A view from a kite

Some thoughts about kite aerial photography

A kite soars.

It lifts off effortlessly, riding a gentle breeze, steadily gaining altitude; ten meters, twenty, a hundred, and more. The only sound is the hissing of the kite line unwinding.

Then the line runs out; the kite stops, adjusts itself into the wind and ceases to move. Like it’s nailed to the sky, the kite is exactly where it belongs. It is at home up there with the clouds.

Fiery smoketrees in the autimn. Karst ridge above Lukini, Slovenia. Kite aerial photo, Nikon 1 J1 on a Great White Delta kite.

It is a mesmerising and nostalgic sight. Kites drag the onlookers back to their childhood, when they ran through the meadows with a string in hand, trying to make a crudely made paper kite to fly, avoiding the dreadful kite-eating trees.

But when the kite flew, it really flew. It was a moment when everything stopped and nothing mattered; there was just the kite flying — an embodiment of flying. And it was perfect.

River Ižica, Ljubljana Marshes landscape park, Slovenia. Shot with Canon A810 on a Great White Delta kite. See the full story here.

A large kite in the sky hijackes a gaze like a campfire does, an ocean exhaling upon the shore, or the smoke billowing up in swirls from a lit cigarette late in the night.

It’s the silence, I believe. We fly noisily, even deafening. You can feel the immense effort needed to lift us terrestrial beings burdened by gravity into the skies. Birds and bats (and pterodactyls, presumably) fly sublime. A kite, though artificial — a thing — is more like an Andean condor than a plane. It’s a magnificent being.

So you start imagining what a kite can see from up there, high above the chimney tops …

Intermittent Lake Cerknica in the late spring. The waters have just receded, the streams have returned to their meandering channels, lush meadows are emerging again and everything is hastily growing, blooming, flowering ... See more about this natural gem of Slovenia — a Ramsar and Natura 2000 site — here. Kite aerial photo, Nikon 1 J1 on a ‘french military’ kite.

One day we had a kite — a two-line stunt kite — in the trunk of a car. So we thought it would be fun to simply tape a phone to the spars — and let it shoot an aerial video. Ther result was … well, see for yourself:

First try with a phone taped to a stunt kite.

It sure was fun, but the imagery is far from spectacular — or beautiful. Turns out you need a one line stable kite, not a stunt one. And it has to be big to lift a proper camera. And you should not attach the camera directly to the kite.

One can always buy a large kite, but we thought it would be cooler to make one. After some research we decided on a large Rokkaku kite, an old Japanese design renowned for its stability, high lift and the ability to fly in low wind; a simple hexagonal shape with three spars. We got some ripstop nylon the sails are made of, some carbon spars, a couple of hundred meters of strong kite line, borrowed a sewing machine — and voilà!

Hiding behind a Rokkaku kite.

A 2 by 1.6 m Rokkaku is a gentle beast. It is hard to imagine how that large a thing lifts so smoothly in a breeze so light. And how it keeps climbing steadily, and how it is like nailed to the sky when the line runs out …

Rokkaku is an ideal kite for kite aerial photography beginners — it is simple to make and assemble, it is stable and forgiving, does not pull like an untamed horse, and it can lift a lot. We started doing aerial photography with a cheap Go-Pro ripoff camera attached to the kite line, and the first results were quite promising:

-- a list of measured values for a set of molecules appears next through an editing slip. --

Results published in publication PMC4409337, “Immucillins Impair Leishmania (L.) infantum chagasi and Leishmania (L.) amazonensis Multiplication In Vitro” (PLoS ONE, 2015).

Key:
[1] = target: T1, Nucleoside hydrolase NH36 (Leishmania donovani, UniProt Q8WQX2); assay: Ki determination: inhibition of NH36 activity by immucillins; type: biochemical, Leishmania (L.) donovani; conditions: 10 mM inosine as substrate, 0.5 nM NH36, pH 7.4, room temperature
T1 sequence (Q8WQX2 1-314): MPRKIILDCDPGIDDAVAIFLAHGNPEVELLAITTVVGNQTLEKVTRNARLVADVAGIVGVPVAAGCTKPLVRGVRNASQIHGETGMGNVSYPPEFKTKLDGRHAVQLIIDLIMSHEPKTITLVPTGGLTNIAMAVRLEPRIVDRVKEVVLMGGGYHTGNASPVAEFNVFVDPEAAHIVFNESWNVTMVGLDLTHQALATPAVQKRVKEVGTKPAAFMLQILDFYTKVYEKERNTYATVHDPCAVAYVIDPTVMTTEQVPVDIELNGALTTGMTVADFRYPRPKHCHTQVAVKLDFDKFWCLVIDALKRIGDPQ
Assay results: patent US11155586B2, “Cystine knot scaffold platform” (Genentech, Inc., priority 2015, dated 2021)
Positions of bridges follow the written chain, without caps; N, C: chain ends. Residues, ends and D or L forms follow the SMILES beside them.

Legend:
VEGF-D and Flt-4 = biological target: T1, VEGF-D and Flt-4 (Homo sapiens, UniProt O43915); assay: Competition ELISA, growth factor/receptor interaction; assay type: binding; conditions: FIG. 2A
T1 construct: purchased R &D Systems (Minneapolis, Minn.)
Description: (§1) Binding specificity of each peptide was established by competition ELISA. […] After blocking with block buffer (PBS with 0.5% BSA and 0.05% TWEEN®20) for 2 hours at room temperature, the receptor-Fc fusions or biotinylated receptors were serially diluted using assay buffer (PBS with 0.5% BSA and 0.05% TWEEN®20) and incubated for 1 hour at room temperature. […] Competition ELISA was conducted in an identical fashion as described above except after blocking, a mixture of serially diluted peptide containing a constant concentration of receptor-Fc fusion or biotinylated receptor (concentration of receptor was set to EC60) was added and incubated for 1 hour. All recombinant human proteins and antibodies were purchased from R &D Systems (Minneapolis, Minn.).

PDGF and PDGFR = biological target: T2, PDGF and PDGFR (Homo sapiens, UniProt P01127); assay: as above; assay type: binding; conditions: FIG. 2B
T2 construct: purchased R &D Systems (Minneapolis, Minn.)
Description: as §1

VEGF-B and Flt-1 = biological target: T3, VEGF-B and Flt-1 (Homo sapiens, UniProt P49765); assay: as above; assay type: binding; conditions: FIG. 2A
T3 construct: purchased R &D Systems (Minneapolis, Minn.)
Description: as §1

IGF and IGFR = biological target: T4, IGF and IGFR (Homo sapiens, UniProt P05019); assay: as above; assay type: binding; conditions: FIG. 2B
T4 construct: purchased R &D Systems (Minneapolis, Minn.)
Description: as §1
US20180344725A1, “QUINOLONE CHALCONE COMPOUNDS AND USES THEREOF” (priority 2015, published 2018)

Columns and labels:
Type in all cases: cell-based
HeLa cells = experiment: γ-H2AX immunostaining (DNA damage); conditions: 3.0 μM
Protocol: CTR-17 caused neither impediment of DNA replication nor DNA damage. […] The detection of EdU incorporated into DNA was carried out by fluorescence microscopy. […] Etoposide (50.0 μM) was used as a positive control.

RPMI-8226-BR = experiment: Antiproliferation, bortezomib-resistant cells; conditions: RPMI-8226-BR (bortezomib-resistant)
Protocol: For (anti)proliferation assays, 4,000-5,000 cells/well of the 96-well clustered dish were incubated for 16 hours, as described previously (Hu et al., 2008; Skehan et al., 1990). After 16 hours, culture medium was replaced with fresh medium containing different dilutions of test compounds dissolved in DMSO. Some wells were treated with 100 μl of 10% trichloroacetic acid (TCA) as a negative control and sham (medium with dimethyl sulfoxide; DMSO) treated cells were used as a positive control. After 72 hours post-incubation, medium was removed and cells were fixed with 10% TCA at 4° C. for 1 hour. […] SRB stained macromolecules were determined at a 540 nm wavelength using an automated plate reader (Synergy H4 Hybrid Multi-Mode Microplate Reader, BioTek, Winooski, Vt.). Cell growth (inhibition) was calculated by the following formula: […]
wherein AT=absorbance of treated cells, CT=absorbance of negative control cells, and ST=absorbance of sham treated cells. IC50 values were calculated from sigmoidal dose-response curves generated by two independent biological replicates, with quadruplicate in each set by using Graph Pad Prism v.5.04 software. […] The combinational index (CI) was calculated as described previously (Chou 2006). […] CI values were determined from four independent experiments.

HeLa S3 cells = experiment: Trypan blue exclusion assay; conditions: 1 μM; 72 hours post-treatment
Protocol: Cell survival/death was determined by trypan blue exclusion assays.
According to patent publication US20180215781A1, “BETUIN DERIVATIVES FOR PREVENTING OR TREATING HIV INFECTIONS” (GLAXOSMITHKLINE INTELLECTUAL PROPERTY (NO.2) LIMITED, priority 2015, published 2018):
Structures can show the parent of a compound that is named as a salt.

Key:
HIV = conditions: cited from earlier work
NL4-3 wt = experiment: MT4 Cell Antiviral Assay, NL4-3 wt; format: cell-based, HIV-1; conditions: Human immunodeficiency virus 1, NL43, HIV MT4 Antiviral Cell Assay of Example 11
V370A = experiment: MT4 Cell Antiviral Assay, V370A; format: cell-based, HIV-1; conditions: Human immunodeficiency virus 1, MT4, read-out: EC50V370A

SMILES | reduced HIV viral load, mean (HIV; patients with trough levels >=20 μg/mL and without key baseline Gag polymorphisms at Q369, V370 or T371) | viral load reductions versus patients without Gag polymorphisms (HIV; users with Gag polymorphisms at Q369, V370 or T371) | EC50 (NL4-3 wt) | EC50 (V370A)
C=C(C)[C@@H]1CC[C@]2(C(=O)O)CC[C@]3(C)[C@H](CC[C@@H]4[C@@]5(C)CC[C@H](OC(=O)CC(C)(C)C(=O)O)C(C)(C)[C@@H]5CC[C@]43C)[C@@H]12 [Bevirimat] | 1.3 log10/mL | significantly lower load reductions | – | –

Our first kite aerial photography session, Bohinj lake, Slovenia. Shot with Denver Jumper II action camera on a Rokkaku kite.

However, there are a couple of drawbacks using an action cam simpy tied to the kite line. The image quality is sub-par (the wide-angle distortion is especially annoying), and while it is true the Rokkaku is very stable, it is not perfectly stable. It still sways and dances in the wind, so the camera is swinging and shaking, making the videos barely watchable, and the low-res stills pulled from videos just aren’t that cool.

The solution is to get a better camera — a compact or a mirrorless — and to attach it to the kite line via a special stabilising rig called the Picavet.

A simple Picavet rig with Nikon 1 J1 mirrorless camera attached. The pulleys and strings make the rig stay horizontal regardless of the kite line angle. Please ignore the tangled mess — usually it is not like that.

When we got this rig and a better camera — a compact and light Canon A810 when the wind is low, and a heavier mirrorless Nikon 1 J1 for stronger wind — we finally started with some serious KAP.

In the year of doing this, a couple of other kites joined the venerable Rokkaku: a 1,6 m Royal 69 sled for strong, turbulent wind, a 333 cm Great White Delta for high angle flying, and ‘Millie’, a 2 by 2 m French military kite for truly enormous lift (5 kg+).

Our KAP kites: the Royal 69 sled, the Great White Delta, and Millie the French military kite.

And now to your question: “Why don’t you just get yourselves a drone?”

Kites are pretty much unsteerable and at a complete mercy of the winds. They hate the turbulence (that is prevalent near the ground and messes with the kite until you get it higher into the smoother wind) and the dreadful kite-eating trees are preying upon them. So really — why don’t we get adrone for aerial photography? Those little tecnology marvels turn you instantly into an aerial cinematographer, shooting spectacular 4k videos from the air, assisted by GPS and 3 axis gimbals and auto-tracking and autonomous flying and obstacle avoidance and whatnot.

Well, the first answer is because it is so much fun. Just looking at the kites climb is fascinating, meditative, soothing. Listening to the wind, trying to harness its power, is so delicate and harmonious. And the rush when the kite lands and you flip through the pictures on the camera screen — What did we get? What did we get? — is reminiscing of the old times when you had to wait for the film to develop. It’s nostalgic, and beautiful, and exciting, and … yes, fun.